I loved going to collect the food items Mother needed from Frank’s as we were rewarded by being allowed a two cent block of chocolate from the store. Needless to say she didn’t have any trouble getting me to run down to the store!
Once when Dad came back from his travels for Startup, he surprised me with a small pinball machine that would operate only after a penny was dropped in the slot. Frank agreed to allow me to place this in his store and at the end of each month I would collect the money from the machine, leaving half of it with Frank as payment for the space. I remember taking up to fifteen cents one month from this venture.
Building Fires to Cook Breakfast
By the time I was three-and-a-half we had moved to the present Harris House that still remains in our family. I fondly remember the unspoken tradition in our home–an agreement among all the children–that the first one up in the morning would build a fire in the coal stove and put the water on for the cereal. The home had a central heater in the basement that warmed the main floor of the house but by morning time the warmth would be dissipated and the house would be chilly and cold. During my elementary school years, I loved waking up early, shivering with the chill of the morning, determined to be the first down to light the fire in the stove. Of course I received great praise from my older siblings each time I did this, owing to the trouble that I spared them, but their enthusiasm kept me at it.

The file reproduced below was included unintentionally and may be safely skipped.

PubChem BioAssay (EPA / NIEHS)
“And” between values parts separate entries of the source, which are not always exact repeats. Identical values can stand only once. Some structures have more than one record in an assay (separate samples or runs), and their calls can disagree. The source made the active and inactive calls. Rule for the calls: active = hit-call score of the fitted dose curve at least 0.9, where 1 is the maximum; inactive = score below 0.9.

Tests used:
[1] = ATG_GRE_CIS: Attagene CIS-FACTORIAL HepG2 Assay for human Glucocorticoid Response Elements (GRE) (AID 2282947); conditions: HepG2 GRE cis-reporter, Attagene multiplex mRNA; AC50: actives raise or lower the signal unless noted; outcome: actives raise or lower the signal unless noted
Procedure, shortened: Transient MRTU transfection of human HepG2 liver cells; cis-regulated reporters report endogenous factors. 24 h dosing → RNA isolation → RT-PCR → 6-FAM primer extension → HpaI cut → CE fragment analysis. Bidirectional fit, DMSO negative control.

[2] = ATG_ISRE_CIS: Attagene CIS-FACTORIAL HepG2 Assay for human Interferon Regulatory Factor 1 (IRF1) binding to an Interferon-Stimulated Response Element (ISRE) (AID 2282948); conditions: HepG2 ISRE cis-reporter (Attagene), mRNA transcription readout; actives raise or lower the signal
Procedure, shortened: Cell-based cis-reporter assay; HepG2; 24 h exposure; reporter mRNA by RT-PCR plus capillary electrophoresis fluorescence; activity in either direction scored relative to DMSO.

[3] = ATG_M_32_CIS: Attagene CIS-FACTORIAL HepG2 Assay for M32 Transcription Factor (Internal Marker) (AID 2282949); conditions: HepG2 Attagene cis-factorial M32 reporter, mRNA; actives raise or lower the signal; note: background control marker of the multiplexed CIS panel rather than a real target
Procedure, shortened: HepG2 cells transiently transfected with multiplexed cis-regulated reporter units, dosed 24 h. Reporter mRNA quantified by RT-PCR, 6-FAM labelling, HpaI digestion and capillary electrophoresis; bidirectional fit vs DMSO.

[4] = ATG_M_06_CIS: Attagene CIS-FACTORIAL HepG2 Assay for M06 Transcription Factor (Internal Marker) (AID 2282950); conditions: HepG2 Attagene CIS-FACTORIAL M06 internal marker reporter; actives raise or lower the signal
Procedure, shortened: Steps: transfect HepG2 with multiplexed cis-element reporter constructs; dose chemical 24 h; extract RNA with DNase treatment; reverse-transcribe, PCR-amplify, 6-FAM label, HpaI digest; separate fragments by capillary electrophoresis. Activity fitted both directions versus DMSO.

I soon learned the art of stirring the graham flour into the water to make a smooth cereal. If it wasn’t done with care, the cereal would be left with lumps and then I had to watch in disappointment as it would be left uneaten. Imagine how delicious this warm cereal was on cold mornings when Mother would take the cream off the top of the milk that was delivered and spread a portion on our cereal, topping it with a slice of butter that would melt as it waited to be stirred in!
I attended Maesar school which still stands on 5th East between 1st and 2nd South, named in honor of Karl G. Maesar. On the blackboards in the classrooms, a top corner was reserved for a note handwritten by Maesar himself.